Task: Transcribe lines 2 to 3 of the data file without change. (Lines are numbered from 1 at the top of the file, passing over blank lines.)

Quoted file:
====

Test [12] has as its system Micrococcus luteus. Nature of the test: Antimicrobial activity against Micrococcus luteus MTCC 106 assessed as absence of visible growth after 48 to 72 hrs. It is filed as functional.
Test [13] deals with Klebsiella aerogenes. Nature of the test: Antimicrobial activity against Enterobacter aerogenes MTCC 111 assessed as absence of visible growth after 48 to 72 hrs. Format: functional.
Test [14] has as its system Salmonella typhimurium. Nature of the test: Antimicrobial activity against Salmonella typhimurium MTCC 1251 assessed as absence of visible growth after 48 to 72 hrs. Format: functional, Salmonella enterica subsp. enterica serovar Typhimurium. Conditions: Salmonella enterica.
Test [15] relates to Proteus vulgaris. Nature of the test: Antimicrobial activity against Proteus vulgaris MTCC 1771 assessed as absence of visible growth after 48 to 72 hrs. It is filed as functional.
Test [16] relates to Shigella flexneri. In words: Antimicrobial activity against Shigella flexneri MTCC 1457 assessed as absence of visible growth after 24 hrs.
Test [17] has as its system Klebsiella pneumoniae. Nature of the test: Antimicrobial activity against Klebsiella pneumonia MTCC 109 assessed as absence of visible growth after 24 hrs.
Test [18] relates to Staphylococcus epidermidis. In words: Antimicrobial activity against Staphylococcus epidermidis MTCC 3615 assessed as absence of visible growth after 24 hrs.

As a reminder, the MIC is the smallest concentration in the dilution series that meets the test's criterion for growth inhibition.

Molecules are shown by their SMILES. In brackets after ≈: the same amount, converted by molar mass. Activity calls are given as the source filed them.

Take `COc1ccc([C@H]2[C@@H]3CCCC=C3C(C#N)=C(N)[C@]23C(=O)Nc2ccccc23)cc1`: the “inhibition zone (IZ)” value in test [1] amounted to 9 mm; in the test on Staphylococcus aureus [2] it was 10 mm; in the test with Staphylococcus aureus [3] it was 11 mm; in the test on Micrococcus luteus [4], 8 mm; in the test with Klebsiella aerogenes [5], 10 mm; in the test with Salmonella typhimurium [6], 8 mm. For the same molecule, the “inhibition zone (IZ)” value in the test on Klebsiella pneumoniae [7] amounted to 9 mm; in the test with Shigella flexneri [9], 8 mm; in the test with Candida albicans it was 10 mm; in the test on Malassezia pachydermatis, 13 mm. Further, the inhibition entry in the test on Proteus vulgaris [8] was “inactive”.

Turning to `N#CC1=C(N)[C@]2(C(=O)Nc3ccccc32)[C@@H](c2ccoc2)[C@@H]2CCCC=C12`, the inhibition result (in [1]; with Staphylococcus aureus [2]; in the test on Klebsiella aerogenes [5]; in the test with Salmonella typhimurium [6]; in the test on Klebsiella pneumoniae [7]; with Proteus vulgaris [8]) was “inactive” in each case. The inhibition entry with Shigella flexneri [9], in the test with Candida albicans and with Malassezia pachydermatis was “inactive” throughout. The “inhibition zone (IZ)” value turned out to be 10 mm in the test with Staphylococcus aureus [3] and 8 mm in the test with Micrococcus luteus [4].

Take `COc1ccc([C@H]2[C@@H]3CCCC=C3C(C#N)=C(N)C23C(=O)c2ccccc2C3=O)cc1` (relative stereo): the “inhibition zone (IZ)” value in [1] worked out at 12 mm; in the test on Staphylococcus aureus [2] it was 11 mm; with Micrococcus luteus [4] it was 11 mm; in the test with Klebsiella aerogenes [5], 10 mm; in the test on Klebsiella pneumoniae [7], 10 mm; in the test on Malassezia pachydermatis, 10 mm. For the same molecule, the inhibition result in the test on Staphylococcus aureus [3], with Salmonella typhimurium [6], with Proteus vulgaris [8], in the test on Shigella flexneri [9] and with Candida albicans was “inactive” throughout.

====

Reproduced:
Test [13] deals with Klebsiella aerogenes. Nature of the test: Antimicrobial activity against Enterobacter aerogenes MTCC 111 assessed as absence of visible growth after 48 to 72 hrs. Format: functional.
Test [14] has as its system Salmonella typhimurium. Nature of the test: Antimicrobial activity against Salmonella typhimurium MTCC 1251 assessed as absence of visible growth after 48 to 72 hrs. Format: functional, Salmonella enterica subsp. enterica serovar Typhimurium. Conditions: Salmonella enterica.